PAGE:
Sameer Verma overcomes physical obstacles to win titles in 2018, but lack of mental edge has let him down

At the season-ending World Tour Finals in Guangzhou, India's Sameer Verma found himself in an unfamiliar arena, trying to make sense of how grand the stage was. He was the only Indian to make it to the eight-man field for the showpiece event after gaining a last-minute entry by defending the Syed Modi title in November. At a tournament where he didn't expect to qualify, he was just a point shy from making it to the final.

Sameer Verma of India hits a return against Kento Momota of Japan during their men's singles first round match at the 2018 BWF World Tour Finals of badminton in Guangzhou, south China's Guangdong province on December 12, 2018. (Photo by STR / AFP) / China OUT

Sameer Verma in action at the BWF World Tour Finals. STR/AFP

Against World No 2 and China's twinkle-toed Shi Yuqi, Sameer pummeled a series of loose strokes coming off Sh's end to take the opening game 21-12. He even held a match point at 20-19, only to falter mentally.

It was quite evident how he wanted to finish the rally or go for the kill. In the process, Sameer ended up rushing at the net. He flicked the shuttle high from the net and gave Shi enough space to bludgeon a down-the-line smash. The next point saw the Chinese tap a cheeky winner only for Verma to protest that his opponent had struck the shot from inside the Indian's half.

"When I was down 21-20, I kept thinking about the tap," said the 24-year-old who will ply his trade for the Mumbai Rockets in the 2018-19 Premier Badminton League. "Then I was thinking whether I should play or leave the serve (for a fault). I just kept overthinking at that point."

Shi was a notch above his Indian counterpart and won the decider 21-17 to enter the final. "I need to slow down and control my mind better," said Sameer. "At match point, I should have taken a break. Then I started thinking about that fault that didn't come my way. I have to learn to control my mind in such situations," he added.

Despite letting Shi snatch a victory, his performances in 2018 have been relatively progressive as compared to an injury-ravaged 2017. After all, the shuttler from Madhya Pradesh has invested more time in recuperating from injuries than proving his worth to the circuit. Sameer's crafty retrieving skills calls for immaculately clean court coverage. That took a lot of toll on his shoulders and hamstrings, which led to him missing the major part of the season last year. In 2018, the right-handed shuttler paid heed to improve the physical flexibility.

"The biggest change this year was that I had planned my tournaments very carefully because I wanted to be injury-free this year," he said. "Last year I pushed myself and got injured. I had to start looking after the body and playing."

After playing back-to-back tournaments across the South East Asian and European circuit, Sameer became susceptible to knots and stiffness. He altered his training methods, introduced multi-shuttle drills to sharpen the strokes and doubled the pre-match warm-up routine. "Earlier the warm-up used to be maybe 15 minutes long before every match. Now it's anywhere between 30 and 45 minutes," the World No 14 said.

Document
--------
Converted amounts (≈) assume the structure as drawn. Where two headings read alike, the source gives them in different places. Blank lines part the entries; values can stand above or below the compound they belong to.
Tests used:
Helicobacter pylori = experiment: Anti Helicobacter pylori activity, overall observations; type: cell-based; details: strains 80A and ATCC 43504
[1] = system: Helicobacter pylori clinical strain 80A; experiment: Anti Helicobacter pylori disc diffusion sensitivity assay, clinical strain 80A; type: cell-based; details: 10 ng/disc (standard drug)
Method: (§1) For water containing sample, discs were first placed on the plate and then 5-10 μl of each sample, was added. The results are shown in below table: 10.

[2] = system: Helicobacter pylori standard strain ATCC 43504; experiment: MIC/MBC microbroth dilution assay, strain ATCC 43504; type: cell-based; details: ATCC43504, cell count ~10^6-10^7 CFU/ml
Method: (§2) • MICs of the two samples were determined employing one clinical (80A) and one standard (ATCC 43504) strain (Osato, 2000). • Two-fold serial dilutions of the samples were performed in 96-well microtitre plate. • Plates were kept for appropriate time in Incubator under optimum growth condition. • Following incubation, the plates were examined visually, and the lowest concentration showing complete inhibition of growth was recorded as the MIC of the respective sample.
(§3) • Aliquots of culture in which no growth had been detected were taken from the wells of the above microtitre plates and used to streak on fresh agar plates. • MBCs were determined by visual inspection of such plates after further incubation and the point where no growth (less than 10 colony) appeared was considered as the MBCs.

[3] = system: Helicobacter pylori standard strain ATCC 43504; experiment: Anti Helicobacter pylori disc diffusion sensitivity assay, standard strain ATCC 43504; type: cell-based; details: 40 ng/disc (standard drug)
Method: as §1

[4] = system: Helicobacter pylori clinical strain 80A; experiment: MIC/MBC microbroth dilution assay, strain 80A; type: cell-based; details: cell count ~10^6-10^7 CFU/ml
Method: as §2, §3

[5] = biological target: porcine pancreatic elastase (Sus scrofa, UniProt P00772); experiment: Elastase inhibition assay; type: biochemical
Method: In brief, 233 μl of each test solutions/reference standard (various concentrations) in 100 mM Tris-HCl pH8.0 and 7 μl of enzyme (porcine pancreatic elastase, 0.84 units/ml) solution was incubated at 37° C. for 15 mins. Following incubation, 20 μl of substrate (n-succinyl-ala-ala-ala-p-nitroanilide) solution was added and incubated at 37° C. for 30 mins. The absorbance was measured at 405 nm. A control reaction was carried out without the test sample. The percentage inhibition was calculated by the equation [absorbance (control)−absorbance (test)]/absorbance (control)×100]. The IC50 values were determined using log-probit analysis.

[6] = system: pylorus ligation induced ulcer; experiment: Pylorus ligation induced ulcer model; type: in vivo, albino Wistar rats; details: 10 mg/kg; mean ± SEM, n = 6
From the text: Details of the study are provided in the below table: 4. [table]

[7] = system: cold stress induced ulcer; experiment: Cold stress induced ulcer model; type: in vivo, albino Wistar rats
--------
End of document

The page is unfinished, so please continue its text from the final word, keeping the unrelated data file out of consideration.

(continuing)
Apart from these changes, what worked wonders for Sameer were working with physiotherapists at every tournament this year. "It was coming. The stretching exercises and mobility training eased a lot of pressure. Recovery strengthened my shoulders and gluts that allowed me to play better from any angle," he said.

It seemed that Sameer was on his way to the top. At the Swiss Open, he got the better of Momota in straight games in the quarter-final, before ousting 2015 World Championship bronze medallist Jan O Jorgensen in the final. "This year, since winning the Swiss Open (February), I have planned my schedule better. Earlier I would play for two months and stop for one month due to injury because I was pushing too hard. Now when I feel tired, I take a break. I make sure I'm giving my body enough rest."

It was also for the first time that national coach Pullela Gopichand sat behind Sameer's corner throughout the tournament in Guangzhou. "Since my juniors, it has always been Mohammad Siyadutt who travels and gives me on-court coaching at breaks," he said. Gopichand was seen appreciating the Dhar-born shuttler's movements against Kento Momota in the first match of the group stage.

"I didn't really expect to make it," he said. "Even after losing the first match (to World No 1 Kento Momota), I didn't give up. Gopi sir (Pullela Gopichand) was with me throughout and made sure that I didn't let that defeat get me down." He won the next two round-robin matches to set up the semi-final against Shi.

Eventually, local boy Shi won the World Tour Finals by decimating the ever-dominating Kento Momota 21-12, 21-11 in the summit clash. "Who knows? Had I won that point at 20-19, I would've had a chance against Momota as he looked vulnerable in the final," he said.

Sameer is now looking at the PBL, which starts from Saturday, as a platform to continue his good form and build momentum for the 2019 World Tour season.

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Updated Date: Dec 22, 2018 12:35:10 IST

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